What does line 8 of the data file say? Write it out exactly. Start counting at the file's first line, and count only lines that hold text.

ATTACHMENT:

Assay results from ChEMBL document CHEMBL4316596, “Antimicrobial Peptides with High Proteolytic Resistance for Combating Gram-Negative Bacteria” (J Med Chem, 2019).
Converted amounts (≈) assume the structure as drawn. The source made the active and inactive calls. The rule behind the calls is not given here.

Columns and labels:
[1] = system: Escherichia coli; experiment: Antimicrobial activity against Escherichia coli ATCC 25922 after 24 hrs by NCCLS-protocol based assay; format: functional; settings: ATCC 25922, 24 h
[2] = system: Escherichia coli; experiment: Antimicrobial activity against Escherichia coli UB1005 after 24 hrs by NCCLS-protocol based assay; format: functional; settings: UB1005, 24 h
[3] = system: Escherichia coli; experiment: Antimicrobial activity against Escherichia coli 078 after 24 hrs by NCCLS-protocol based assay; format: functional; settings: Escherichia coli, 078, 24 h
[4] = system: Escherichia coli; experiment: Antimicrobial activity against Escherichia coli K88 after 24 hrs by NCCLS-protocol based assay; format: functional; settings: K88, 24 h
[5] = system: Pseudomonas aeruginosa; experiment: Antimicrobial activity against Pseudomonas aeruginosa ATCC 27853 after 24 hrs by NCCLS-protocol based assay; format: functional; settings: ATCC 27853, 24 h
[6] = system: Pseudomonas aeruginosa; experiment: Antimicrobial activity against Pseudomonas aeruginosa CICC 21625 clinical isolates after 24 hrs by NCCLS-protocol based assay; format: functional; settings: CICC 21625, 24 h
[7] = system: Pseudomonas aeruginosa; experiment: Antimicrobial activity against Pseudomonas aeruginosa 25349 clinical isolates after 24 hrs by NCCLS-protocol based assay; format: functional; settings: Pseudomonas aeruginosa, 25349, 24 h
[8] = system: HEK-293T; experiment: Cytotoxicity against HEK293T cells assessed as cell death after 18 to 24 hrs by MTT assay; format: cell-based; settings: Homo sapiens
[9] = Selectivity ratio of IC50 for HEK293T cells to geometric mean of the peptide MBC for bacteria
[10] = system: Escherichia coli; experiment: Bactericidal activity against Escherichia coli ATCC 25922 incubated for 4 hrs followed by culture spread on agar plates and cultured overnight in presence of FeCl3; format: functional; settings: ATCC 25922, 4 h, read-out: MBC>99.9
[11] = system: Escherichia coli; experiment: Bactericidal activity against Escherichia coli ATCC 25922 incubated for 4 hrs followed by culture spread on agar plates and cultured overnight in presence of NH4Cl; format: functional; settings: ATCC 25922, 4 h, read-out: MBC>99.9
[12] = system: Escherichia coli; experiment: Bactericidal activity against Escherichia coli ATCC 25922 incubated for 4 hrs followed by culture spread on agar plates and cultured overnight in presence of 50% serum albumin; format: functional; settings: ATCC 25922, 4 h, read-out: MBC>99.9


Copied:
[5] = system: Pseudomonas aeruginosa; experiment: Antimicrobial activity against Pseudomonas aeruginosa ATCC 27853 after 24 hrs by NCCLS-protocol based assay; format: functional; settings: ATCC 27853, 24 h